The Thames Barrier has been protecting the capital for more than 30 years. But how long will it be able to hold out against rising sea levels?
The barrier, which has been in operation since 1982, is being used now to help regulate the swollen waters of the Thames and stop flooding west of London reaching the capital.
The Environment Agency (EA) has issued more than a dozen severe flood warnings along the Thames west of London from Datchet in Berkshire to Shepperton Green, Surrey.
The Thames is expected to continue to rise in the Thames Valley after weeks of heavy rain.
East of London, some 25 miles downstream, the barrier is being used to make sure the Thames does not burst its banks in the centre of the city.
The barrier’s vital role reflects the fact that the Thames estuary is the place where the freshwater Thames is met twice a day by the incoming tide from the North Sea, making water levels rise and fall by 7m.
At the moment the 10 3,300-tonne steel gates of the barrier are being raised at mid-tide, preventing the incoming seawater slowing the swollen river down as it tries to drain eastwards into the estuary.
The barriers can be lowered again when the tide goes out, quickly carrying floodwater east through London and out into the sea.
Of course the barrier is also there to protect against flooding from the storm surges which frequently roll in from the North Sea, threatening to swamp London from the east.
Andy Batchelor, operations manager at the Thames Barrier, told us there was “no risk to the centre of London” from the current flooding in Berkshire and Surrey thanks to his team’s constant monitoring of tide and surge.
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He said: “What we are doing now is a bit different because the tide is so big. When the tide goes up it’s a bit like two forces working against each other.
“We are seeing extremely high flows coming down the Thames, but by us operating the barrier, we are just removing that part of the tide that would have slowed up the flow and caused some further flooding upstream.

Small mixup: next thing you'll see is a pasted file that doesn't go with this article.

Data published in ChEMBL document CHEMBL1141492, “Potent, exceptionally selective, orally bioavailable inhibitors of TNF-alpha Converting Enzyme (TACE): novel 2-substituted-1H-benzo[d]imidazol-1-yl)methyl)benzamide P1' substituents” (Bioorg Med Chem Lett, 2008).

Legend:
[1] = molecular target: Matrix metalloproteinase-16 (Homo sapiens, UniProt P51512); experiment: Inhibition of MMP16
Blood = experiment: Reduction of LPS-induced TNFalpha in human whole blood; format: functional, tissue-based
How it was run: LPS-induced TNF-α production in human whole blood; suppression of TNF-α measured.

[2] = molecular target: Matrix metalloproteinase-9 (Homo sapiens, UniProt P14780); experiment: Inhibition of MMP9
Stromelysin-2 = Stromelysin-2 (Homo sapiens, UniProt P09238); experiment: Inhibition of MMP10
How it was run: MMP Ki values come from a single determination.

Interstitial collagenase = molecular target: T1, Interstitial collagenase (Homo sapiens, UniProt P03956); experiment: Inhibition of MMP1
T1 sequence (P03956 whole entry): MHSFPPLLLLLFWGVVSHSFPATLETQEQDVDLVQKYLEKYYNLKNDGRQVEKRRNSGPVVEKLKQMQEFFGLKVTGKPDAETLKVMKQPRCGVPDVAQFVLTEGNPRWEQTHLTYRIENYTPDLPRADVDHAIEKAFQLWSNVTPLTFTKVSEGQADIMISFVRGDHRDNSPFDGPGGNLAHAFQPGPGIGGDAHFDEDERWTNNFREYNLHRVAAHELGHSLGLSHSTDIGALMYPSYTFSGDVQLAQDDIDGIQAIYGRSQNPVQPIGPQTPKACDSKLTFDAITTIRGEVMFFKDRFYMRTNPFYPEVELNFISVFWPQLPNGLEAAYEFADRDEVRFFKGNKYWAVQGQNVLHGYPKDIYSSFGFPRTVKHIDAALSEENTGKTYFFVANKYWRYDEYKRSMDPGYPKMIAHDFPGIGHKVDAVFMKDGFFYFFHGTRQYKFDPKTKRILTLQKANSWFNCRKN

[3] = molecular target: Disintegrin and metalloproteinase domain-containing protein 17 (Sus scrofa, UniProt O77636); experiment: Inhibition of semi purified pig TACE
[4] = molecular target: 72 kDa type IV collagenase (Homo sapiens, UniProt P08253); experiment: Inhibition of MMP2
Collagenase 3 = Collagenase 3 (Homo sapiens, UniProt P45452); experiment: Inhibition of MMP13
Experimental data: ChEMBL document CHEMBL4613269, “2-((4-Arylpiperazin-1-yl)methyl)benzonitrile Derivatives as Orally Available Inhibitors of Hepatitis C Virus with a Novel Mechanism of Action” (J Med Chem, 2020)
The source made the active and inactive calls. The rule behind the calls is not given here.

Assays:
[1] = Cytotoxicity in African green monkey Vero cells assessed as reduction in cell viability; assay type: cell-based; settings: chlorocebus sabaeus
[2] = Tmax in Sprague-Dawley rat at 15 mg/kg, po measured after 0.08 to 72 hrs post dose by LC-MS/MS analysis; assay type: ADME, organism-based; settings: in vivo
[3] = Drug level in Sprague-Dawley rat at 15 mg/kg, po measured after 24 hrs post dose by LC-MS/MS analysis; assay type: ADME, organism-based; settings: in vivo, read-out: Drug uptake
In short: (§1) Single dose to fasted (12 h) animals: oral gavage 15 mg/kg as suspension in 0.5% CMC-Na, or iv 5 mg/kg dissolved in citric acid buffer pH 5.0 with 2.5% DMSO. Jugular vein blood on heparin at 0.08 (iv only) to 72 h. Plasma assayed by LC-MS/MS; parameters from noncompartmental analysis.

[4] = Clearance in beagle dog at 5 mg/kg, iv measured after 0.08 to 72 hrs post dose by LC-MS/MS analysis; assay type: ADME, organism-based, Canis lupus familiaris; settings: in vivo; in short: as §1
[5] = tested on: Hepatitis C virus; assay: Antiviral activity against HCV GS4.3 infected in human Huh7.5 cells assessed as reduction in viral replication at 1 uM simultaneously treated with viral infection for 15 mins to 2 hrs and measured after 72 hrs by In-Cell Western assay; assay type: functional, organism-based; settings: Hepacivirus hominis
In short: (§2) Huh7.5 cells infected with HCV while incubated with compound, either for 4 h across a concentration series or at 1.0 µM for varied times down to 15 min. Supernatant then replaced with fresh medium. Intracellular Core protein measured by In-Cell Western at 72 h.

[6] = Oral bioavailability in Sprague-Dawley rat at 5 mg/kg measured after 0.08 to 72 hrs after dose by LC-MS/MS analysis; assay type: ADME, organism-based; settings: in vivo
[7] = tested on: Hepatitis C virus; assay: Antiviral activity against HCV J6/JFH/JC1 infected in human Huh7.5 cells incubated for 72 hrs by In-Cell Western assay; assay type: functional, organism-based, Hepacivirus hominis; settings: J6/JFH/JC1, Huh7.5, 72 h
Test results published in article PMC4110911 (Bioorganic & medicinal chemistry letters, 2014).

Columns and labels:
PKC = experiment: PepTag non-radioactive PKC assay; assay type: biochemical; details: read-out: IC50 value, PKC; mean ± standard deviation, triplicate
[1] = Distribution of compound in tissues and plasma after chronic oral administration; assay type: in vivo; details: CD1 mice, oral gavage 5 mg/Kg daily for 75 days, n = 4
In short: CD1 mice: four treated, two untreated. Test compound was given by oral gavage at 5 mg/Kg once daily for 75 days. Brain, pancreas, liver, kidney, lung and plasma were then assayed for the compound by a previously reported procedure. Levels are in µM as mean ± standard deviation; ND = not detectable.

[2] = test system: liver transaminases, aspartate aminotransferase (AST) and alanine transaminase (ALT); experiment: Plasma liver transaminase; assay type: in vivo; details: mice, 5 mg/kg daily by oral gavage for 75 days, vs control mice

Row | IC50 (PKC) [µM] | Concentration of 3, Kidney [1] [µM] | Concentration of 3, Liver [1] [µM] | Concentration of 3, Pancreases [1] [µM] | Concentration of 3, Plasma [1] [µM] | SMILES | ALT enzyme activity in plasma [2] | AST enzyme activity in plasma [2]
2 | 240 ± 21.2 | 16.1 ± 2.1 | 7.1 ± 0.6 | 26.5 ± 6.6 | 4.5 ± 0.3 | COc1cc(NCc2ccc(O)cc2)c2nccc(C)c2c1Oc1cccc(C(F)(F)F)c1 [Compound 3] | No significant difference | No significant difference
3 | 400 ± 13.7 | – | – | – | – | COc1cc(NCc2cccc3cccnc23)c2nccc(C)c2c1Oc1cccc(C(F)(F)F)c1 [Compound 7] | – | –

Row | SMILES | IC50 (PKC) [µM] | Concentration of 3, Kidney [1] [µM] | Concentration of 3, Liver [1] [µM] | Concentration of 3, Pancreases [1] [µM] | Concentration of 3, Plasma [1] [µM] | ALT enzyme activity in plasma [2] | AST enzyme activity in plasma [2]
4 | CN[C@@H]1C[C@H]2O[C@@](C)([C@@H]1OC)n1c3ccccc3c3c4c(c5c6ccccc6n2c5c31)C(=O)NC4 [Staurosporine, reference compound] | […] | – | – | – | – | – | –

“If it rains heavily in Oxford or Reading, ultimately that rain has to pass through London to get out to the sea.”
The Thames Barrier was built following the devastating floods of 1953, when a North Sea surge killed more than 300 people.
Mr Batchelor told us: “Things like the Thames Barrier are there because we made the decision not to raise the flood defences in the centre of London.
“By building the barrier in the east of London, we didn’t have to add three metres to the Embankment. London would have looked totally different if you weren’t able to see the river.”
If the 520m barrier had not been built near Woolwich, huge areas of London would be at risk from flooding.
About 15 per cent of all properties in the capital are built on the Thames floodplain, according to the EA.
In December 2013, following the biggest North Sea storm surge for 60 years, the agency published this map showing the probable effect on central London if no barrier had been in place.
The barrier keeps more than 1 million people and £200bn worth of property dry, including historic landmarks like the Houses of Parliament, the Canary Wharf business district and most of the London Underground network.
But the risk of flooding appears to be rising as sea levels rise, and the barrier will not last forever.
The EA says the barrier has been raised 141 times since 1982, but the need is becoming more frequent. It was closed more than 100 times since 2000 and 13 times in January alone.
Experts say that if there are 50 closures a year, it is time to start improving the tidal defence system.
The EA’s current forward plan, called Thames Estuary 2100, estimates that we will have to replace the barrier in about 2070.
According to the latest climate change predictions, this is the point when the rising sea levels mean storm surges could come crashing over the top of the barrier.
Of course, nothing can guarantee absolute protection against really extreme weather.
The Thames Barrier and the other barriers and flood gates near it are currently thought to offer protection against everything but a freak once-in-1,000-years event.